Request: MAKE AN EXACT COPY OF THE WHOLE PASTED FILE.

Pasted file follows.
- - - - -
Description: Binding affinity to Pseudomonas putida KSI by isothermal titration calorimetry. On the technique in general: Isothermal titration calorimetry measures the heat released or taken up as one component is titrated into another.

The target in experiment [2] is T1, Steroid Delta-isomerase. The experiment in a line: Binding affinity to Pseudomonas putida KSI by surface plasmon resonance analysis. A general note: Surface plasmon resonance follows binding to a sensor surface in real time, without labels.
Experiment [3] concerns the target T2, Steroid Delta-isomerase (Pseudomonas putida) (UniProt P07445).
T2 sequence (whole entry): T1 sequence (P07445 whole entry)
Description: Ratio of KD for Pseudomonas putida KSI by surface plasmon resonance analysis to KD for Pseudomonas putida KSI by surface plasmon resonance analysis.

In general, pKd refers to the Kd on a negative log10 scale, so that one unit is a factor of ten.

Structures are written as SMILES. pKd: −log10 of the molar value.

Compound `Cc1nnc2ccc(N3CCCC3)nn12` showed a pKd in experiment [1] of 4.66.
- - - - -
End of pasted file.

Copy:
Description: Binding affinity to Pseudomonas putida KSI by isothermal titration calorimetry. On the technique in general: Isothermal titration calorimetry measures the heat released or taken up as one component is titrated into another.

The target in experiment [2] is T1, Steroid Delta-isomerase. The experiment in a line: Binding affinity to Pseudomonas putida KSI by surface plasmon resonance analysis. A general note: Surface plasmon resonance follows binding to a sensor surface in real time, without labels.
Experiment [3] concerns the target T2, Steroid Delta-isomerase (Pseudomonas putida) (UniProt P07445).
T2 sequence (whole entry): T1 sequence (P07445 whole entry)
Description: Ratio of KD for Pseudomonas putida KSI by surface plasmon resonance analysis to KD for Pseudomonas putida KSI by surface plasmon resonance analysis.

In general, pKd refers to the Kd on a negative log10 scale, so that one unit is a factor of ten.

Structures are written as SMILES. pKd: −log10 of the molar value.

Compound `Cc1nnc2ccc(N3CCCC3)nn12` showed a pKd in experiment [1] of 4.66.